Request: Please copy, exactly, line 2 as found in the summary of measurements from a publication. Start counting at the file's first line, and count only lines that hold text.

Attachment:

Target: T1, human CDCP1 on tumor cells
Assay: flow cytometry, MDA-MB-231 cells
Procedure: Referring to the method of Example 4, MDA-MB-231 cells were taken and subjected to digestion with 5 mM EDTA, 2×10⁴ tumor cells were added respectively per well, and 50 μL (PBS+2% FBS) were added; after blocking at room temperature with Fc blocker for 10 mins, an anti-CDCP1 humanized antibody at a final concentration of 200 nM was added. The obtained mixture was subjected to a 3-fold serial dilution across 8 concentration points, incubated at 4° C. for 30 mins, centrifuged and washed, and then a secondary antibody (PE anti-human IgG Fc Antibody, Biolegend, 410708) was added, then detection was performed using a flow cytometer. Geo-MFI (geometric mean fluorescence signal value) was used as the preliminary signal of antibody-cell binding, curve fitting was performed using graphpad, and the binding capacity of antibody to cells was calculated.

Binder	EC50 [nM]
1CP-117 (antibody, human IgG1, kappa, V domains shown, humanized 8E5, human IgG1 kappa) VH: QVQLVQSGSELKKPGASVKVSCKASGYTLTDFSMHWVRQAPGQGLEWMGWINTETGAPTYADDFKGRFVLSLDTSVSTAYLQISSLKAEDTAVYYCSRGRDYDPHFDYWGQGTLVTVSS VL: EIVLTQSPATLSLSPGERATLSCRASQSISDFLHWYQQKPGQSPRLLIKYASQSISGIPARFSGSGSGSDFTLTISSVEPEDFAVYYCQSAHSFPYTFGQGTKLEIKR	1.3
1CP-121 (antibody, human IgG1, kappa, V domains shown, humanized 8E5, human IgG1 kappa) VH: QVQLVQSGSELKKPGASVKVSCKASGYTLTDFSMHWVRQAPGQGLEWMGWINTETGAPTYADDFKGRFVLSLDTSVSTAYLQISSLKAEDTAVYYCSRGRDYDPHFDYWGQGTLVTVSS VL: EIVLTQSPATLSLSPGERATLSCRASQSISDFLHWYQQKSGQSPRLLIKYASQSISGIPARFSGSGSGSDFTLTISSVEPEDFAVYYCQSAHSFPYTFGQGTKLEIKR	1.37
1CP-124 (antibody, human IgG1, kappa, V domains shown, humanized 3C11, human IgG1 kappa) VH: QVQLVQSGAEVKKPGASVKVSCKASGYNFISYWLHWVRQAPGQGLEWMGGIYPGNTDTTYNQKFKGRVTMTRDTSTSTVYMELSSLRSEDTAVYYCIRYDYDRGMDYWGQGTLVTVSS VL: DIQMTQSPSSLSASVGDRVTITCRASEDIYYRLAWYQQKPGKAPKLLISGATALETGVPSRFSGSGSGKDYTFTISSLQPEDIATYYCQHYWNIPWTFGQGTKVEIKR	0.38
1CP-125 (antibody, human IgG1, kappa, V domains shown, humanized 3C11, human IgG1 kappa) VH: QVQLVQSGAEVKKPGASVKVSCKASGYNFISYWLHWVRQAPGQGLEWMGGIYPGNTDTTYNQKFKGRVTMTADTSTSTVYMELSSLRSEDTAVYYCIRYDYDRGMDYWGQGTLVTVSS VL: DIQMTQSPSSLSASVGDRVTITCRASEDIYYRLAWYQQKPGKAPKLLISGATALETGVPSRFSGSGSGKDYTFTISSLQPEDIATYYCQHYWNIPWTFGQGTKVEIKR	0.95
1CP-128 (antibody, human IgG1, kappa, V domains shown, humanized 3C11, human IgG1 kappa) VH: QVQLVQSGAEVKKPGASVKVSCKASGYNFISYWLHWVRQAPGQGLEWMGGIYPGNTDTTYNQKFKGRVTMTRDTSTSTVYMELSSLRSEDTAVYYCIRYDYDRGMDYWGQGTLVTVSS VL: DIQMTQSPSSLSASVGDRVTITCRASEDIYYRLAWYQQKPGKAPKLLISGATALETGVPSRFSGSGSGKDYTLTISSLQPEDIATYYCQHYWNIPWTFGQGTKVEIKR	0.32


Assay: flow cytometry, MDA-MB-231 cells